The old style of business was split into three primary areas: Manufacturing, Sales & Marketing, and Research & Development. Manufacturing was like the infantry of an army: they delivered mass to the frontlines and were the only way to penetrate a customer’s front. Sales & Marketing was like cavalry: they brought mobility to the attack; gaining customer attention and serving as the eyes and ears of the organization. Research & Development was like artillery: they provided long-range fire support. But in practice, R&D was too far from the front lines to provide any effective support. This left sales & marketing without the vision to capture the customer’s imagination. So, market battles devolved into manufacturing slugfests where pricing was the main point of differentiation.
The style for a modern Tech business splits it into four areas: Operations, Account Management, Corporate Marketing, and Product Marketing & Development. Operations is similar to the old style’s manufacturing. However operations is broader: it extends across global and vendor boundaries. Manufacturing was about making something. Its search for economies of scale often made it self-serving, inflexible, and unresponsive to customer needs. Operations is about bringing resources together to serve customer needs as fast as possible. It still plays the role of the infantry in battle, but its different mission statement makes it stronger.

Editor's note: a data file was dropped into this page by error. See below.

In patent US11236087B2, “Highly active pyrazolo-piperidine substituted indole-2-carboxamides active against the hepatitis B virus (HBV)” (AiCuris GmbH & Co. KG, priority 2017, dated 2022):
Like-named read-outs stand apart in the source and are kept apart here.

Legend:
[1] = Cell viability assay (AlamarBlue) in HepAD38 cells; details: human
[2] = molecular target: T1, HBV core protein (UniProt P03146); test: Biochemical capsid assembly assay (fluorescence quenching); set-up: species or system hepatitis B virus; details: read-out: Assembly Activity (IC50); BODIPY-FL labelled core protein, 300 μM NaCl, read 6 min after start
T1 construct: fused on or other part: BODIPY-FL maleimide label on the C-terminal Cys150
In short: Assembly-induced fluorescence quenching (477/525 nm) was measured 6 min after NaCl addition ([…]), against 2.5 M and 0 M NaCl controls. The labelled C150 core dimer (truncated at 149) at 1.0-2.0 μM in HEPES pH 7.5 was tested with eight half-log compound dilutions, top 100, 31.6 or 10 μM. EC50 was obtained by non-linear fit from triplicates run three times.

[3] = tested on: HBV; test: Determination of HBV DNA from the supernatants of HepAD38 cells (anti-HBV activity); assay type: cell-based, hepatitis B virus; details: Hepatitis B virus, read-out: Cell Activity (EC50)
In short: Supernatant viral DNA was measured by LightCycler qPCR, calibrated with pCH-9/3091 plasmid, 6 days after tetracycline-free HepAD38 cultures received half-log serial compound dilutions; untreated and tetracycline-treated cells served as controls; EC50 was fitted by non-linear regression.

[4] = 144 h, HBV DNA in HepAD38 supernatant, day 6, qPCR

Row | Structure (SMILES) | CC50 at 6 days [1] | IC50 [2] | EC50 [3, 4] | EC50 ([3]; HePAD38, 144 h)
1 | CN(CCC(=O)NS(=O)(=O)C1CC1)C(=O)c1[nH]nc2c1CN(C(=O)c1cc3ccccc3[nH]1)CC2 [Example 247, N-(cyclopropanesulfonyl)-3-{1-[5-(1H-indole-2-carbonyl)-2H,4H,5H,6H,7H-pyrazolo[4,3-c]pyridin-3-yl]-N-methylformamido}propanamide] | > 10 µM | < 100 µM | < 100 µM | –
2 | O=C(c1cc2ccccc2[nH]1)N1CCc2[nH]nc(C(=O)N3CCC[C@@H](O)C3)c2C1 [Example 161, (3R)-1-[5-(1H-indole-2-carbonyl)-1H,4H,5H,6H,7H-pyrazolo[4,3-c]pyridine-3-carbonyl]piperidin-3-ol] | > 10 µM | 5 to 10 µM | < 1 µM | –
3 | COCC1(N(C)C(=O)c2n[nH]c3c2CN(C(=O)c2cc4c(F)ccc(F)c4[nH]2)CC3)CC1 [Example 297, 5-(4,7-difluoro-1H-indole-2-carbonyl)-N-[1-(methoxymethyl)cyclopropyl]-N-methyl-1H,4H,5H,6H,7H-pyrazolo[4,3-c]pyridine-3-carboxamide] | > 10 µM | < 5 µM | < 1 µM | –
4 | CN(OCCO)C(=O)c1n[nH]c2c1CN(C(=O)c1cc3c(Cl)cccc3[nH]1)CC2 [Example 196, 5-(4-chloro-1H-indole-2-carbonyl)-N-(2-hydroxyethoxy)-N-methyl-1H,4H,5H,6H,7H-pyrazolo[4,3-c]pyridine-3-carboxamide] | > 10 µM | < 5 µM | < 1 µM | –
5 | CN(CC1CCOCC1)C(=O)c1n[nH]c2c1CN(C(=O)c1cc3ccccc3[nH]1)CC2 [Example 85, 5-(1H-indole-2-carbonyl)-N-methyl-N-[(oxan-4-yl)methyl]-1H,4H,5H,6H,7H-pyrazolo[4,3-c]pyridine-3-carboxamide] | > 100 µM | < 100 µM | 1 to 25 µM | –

Account Management replaces sales in the new model. It is more like light infantry, the idea being that it is mobile enough to move between the customer and the various parts of operations to respond quickly to customer needs and problems. Sales were about selling, then throwing the problem over the wall to shipping and finance. It was regionally focused, so the same customer effectively saw a different vendor face in each region from whom they were buying. Pricing was different and service terms were widely different depending on who they bought from. Sales also had little power to resolve after-sale problems. But, manufacturing felt little responsibility to respond either, because it was in its own silo. The customer was left out in the cold. For Account Management to be successful, it must have the power to reach into the various parts of your organization and quickly align them towards solving customer problems. Operations must be driven by it. Field support must report to it.